Tuesday, January 8, 2019

Kaoru Abe & Sabu Toyozumi - Mannyoka (NoBusiness Records, 2018) ****

By Nick Metzger

Kaoru Abe's later work is feast or famine depending on your particular taste. The popular consensus is generally that his best work was done between 70’-73’, reaching his creative zenith in the winter of 72’ (if you haven't heard Winter 1972 or Solo.1972.1.21 both are in the YouTube playlist linked below, mind blowing stuff). This period saw Abe laser-focused on speed and power, whereas his later career became more exploratory and expressive, with Abe utilizing multiple instruments to chase his muse (sometimes successfully, sometimes not). In 1978 Abe recorded Overhang Party with Sabu Toyozumi, a wild and sorted affair and sister album of sorts to the new release from NoBusiness Records, Mannyoka. Kaoru Abe played and recorded with Sabu Toyozumi frequently in the year of his passing. The two had been close friends and played together for a decade before they ever put anything to tape. The sessions that make up Mannyoka date to January and July of 1978, flanking the Overhang Party sessions in February and April, with Abe’s tragic death at age 29 coming on September 9th . Overhang Party itself is a mixed bag. Like much of Abe’s later work, there are flashes of brilliance intermingled with plodding multi-instrumental experimentation and self-indulgence on the part of the saxophonist. This takes up the middle half of a pretty bloated record (IMO), and without it the album would be more succinct. So, as it stood I wasn’t sure what to expect from this release given the time frame it comes from, but I was very pleasantly surprised to find some great expended improvisations with Abe on reeds only (soprano and sopranino sax) in fantastic (dis)harmony with the legendary free jazz drummer.

The two-part Song for Mithue Totozumi (named for Toyozumi’s mother) begins with Kaoru Abe on soprano saxophone, squelching and stuttering over the rolling rhythms of Sabu Toyozumi. What makes this late collaboration work so well is how sympathetically Abe plays with Toyozumi. If the legends are true, Abe was known to be a difficult musician to collaborate with (e.g. Keiji Haino), but he sounds as engaged here as I’ve heard him in a group setting. The early thunder of the tracks ebbs into softly blown shrieks and reed squeaking amid the sparse crackling percussion and then explodes into fury again, with the musicians navigating several probing sections amid violent crescendos. Perpetual overblowing became more prevalent in Abe’s later music and its extensive use here renders the pitch of his horn obsolete except on the softest passages. Starting off more introspectively is the three-part Song for Sakamoto Kikuyo (named for Abe’s mother), the first part consisting of a softly blown lamentation from Abe played over sparse, knocking percussion. The second part starts with Abe’s shuddering altissimo shriek probing for double notes and harmonics before disappearing and reappearing intermittently as a whisper of color bobbing to the surface of the Toyozumi’s sparse percussion. Around the nine-minute-mark Abe catches fire on sopranino and around two minutes later, unable to resist any longer, Toyozumi erupts. The third and longest part is my favorite of the bunch due to its relative fieriness and good to great interplay. Abe pushes the sopranino as far as it will go, making it sound malicious and throaty over Toyozumi’s vicious percussion. The final few minutes finds the duo tapering off the improvisation, reducing in speed and volume until nothing remains.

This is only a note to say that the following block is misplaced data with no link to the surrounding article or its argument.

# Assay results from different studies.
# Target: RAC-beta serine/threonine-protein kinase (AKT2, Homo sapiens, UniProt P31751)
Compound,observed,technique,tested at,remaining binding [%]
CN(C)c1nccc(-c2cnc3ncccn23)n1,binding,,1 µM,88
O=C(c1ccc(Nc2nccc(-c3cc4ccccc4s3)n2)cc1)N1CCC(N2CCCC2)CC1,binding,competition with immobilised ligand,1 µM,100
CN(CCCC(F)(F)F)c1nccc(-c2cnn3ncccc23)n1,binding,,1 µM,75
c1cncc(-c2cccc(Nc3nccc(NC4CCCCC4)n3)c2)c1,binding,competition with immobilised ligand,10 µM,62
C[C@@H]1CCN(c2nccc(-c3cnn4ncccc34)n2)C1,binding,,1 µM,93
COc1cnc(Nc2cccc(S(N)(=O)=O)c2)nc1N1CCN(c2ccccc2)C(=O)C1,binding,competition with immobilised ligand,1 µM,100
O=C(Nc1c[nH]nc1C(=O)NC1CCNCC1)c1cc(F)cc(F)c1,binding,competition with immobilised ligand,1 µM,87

This is about as successful an album as you can get from Abe’s late phase. Absent are the extended experiments, replaced by here with a sympathetic ear and a willingness to explore as a duo. However, also absent is the careful attention to his searing tone and lightning fast articulation that makes his early work so exhilarating, replaced here with a broader, uncontrolled palette. I’m not saying that this is bad by any shake of the stick, in fact just the opposite; I think it’s a very good reissue and worth your time to listen (especially for Abe fans). But relative to the portion of his work that makes him so special, it’s a fairly middling effort.

Kaoru Abe Playlist on Youtube.


fergus said...

I don't think this is a reissue as stated in last paragraph. I think it's been in Sabu's archive for some time.

Ernst Grgo Nebhuth said...

Correct - it's not a reissue.

Nick Metzger said...

Good catch, yes definitely not a reissue.

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